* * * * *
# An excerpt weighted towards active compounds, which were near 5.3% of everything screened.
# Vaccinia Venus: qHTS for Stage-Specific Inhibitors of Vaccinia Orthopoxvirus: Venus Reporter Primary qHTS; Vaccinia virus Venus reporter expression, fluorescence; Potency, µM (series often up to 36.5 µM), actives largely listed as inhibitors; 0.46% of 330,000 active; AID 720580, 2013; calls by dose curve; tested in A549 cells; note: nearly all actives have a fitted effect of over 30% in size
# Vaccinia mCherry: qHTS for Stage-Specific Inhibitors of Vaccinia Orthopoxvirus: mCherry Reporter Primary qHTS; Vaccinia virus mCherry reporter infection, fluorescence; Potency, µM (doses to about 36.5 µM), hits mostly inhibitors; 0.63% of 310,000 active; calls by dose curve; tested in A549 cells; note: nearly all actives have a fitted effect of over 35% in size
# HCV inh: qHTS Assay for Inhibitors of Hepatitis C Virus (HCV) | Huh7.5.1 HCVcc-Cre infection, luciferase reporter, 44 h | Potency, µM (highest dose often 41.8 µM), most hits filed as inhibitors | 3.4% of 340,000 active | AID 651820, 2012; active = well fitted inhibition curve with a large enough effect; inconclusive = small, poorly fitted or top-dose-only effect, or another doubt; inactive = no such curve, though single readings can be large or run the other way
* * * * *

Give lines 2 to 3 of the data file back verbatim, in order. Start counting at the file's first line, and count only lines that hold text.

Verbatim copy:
# Vaccinia Venus: qHTS for Stage-Specific Inhibitors of Vaccinia Orthopoxvirus: Venus Reporter Primary qHTS; Vaccinia virus Venus reporter expression, fluorescence; Potency, µM (series often up to 36.5 µM), actives largely listed as inhibitors; 0.46% of 330,000 active; AID 720580, 2013; calls by dose curve; tested in A549 cells; note: nearly all actives have a fitted effect of over 30% in size
# Vaccinia mCherry: qHTS for Stage-Specific Inhibitors of Vaccinia Orthopoxvirus: mCherry Reporter Primary qHTS; Vaccinia virus mCherry reporter infection, fluorescence; Potency, µM (doses to about 36.5 µM), hits mostly inhibitors; 0.63% of 310,000 active; calls by dose curve; tested in A549 cells; note: nearly all actives have a fitted effect of over 35% in size